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Why checking your email so much stresses you out | #phishing | #scams | #hacking | #aihp


While you likely can’t control the volume of emails you receive, you do have the ability to control your behavior, says Kostadin Kushlev, assistant professor of psychology at Georgetown University.

“In psychological research, we sometimes say research is ‘me-search,’ meaning that we’re often exploring things that are relevant to our own behavior,” says Kushlev. “I noticed that I was spending a lot of time on email and not always being very productive. Writing requires a lot of focus, and I was distracted by my email, and that made me less productive.”

So Kushlev conducted an experiment with two groups of people: one that checked their email throughout the day and another that checked it three to five times a day. After a week, the groups switched. The group that had limited access could now check their email at any time. The group that had no constraints was now told to check email three to five times per day.

By switching the groups, Kushlev was able to investigate how people feel while limiting (or not limiting) their email checking. The difference wasn’t about the personality; it was about the particular manipulation.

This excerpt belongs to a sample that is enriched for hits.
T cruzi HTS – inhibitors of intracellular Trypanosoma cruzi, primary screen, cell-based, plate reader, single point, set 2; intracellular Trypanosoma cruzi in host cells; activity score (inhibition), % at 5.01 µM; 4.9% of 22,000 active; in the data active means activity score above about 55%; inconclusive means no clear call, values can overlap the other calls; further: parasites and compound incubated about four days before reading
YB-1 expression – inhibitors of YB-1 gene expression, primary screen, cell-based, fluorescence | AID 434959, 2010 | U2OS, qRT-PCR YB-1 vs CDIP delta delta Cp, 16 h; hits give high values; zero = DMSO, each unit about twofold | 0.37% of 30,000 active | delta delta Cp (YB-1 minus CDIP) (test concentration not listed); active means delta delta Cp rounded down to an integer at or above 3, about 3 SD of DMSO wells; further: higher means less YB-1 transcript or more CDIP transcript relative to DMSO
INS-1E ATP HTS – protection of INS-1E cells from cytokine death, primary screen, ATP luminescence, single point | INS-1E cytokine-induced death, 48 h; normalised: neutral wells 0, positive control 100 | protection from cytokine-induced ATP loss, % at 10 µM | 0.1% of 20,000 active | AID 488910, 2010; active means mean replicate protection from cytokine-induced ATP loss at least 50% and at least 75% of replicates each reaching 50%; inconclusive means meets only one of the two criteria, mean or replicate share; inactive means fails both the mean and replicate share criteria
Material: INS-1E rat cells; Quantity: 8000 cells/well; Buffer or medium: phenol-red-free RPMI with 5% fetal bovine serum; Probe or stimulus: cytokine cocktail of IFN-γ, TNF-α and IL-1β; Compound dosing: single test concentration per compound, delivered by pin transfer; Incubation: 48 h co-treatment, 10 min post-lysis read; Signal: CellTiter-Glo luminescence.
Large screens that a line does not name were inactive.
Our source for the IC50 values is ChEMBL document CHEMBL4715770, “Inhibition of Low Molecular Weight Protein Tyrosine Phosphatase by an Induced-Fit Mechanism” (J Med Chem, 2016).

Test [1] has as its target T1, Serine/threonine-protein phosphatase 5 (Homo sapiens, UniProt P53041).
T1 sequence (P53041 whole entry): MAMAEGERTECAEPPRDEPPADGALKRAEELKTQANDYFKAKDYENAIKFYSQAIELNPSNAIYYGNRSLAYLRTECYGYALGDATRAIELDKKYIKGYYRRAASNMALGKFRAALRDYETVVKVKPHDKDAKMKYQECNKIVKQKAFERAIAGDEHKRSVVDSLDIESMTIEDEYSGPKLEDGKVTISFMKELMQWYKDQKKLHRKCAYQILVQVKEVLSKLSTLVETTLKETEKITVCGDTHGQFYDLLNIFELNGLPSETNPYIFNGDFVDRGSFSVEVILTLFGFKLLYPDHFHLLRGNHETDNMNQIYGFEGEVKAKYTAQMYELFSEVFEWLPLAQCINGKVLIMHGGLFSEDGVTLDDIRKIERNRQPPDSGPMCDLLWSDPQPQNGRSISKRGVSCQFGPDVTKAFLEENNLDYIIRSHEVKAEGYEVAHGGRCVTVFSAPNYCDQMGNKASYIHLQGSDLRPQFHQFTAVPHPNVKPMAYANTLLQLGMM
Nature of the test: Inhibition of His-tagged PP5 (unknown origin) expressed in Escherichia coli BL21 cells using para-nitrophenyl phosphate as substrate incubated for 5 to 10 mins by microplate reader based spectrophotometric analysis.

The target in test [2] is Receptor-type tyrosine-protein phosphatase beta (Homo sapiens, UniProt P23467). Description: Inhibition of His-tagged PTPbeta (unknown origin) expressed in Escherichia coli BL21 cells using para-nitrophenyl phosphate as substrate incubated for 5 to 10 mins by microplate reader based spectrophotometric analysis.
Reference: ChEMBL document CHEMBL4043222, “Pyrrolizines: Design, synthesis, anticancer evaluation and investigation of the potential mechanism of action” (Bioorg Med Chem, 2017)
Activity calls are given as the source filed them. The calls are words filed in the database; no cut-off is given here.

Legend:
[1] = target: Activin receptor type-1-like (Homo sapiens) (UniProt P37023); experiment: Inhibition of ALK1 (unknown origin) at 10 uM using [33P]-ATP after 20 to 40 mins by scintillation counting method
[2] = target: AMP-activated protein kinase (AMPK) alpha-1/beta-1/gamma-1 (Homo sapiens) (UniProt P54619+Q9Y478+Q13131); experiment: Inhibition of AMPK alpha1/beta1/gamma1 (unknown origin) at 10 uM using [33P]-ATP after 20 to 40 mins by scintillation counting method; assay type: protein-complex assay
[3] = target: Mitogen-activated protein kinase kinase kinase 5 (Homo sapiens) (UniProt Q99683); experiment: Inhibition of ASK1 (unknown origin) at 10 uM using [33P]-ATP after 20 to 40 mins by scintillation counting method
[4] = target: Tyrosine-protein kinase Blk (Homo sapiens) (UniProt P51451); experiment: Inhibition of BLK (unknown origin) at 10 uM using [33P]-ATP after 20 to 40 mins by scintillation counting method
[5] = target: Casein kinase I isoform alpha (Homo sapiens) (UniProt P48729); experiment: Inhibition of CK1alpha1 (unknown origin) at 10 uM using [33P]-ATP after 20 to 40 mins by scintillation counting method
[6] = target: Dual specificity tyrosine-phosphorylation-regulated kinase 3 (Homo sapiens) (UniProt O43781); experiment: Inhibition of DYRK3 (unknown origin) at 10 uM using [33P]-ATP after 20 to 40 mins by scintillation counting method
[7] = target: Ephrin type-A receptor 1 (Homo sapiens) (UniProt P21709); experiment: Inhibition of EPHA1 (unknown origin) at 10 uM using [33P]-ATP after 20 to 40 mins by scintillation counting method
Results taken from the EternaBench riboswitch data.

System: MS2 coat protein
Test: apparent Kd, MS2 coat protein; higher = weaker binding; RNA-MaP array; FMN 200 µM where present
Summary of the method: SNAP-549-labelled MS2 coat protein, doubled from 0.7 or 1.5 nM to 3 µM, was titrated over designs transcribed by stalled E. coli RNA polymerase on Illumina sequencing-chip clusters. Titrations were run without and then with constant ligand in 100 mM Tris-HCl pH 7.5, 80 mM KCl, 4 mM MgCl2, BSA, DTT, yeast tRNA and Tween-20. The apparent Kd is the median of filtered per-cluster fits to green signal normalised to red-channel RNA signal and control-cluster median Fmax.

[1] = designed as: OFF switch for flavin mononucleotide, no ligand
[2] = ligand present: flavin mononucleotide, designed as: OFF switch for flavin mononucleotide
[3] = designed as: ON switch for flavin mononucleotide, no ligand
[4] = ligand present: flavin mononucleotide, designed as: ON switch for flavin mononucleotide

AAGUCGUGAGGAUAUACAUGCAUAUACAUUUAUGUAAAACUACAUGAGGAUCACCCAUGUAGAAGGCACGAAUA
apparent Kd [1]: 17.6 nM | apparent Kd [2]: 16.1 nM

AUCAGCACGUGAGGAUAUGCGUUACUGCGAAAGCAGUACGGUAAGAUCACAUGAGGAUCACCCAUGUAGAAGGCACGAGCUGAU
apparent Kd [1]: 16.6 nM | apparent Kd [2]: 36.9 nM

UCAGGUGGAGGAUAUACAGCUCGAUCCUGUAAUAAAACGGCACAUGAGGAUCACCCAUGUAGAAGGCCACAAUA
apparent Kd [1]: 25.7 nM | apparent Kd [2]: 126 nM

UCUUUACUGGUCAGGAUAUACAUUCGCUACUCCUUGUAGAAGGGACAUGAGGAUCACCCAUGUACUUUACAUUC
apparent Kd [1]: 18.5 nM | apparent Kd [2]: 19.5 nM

At the end of the week, the participants rated their stress levels. The people who handled their email in batches, checking three to five times a day, reported significantly lower daily stress than they did during their unlimited email use week. Participants who could access their email at will averaged 15 checks a day.

In addition to feeling less distracted by their email throughout the day, instilling limits resulted in a diverse range of well-being outcomes. “When people are less stressed, they feel more socially connected,” says Kushlev. “They also perceived that they were productive. Frequent checking of email is one of the most common sources of task switching for the modern information worker.”

Striving for Balance

The reason many people struggle with email is often due to notifications, which can interrupt focused work. “In some ways, notifications give us small boosts of dopamine,” says Kushlev. “They indicate something new or something interesting. It’s tempting to see what that new thing is. If you’re trying to focus on a task, ignoring the notification is an effortful thing.”

The group that had limited access was advised to close their email client and turn off notifications so they wouldn’t be distracted as emails came in. This step is important for being able to reduce your email checks.

Kushlev says there is no magical number of times to check your email—three to five is an arbitrary amount. The better goal is to create a limit and find the optimal number of times that allows you to balance focused work and keep up with communications. Some roles need to be more connected and responsive than others, and harsh limits might cause stress. In that case, Kushlev recommends checking once an hour.

“The key is to take control of your email,” he says. “Be more intentional. You decide when you check your email—don’t let the incoming email tell you when to do it.”

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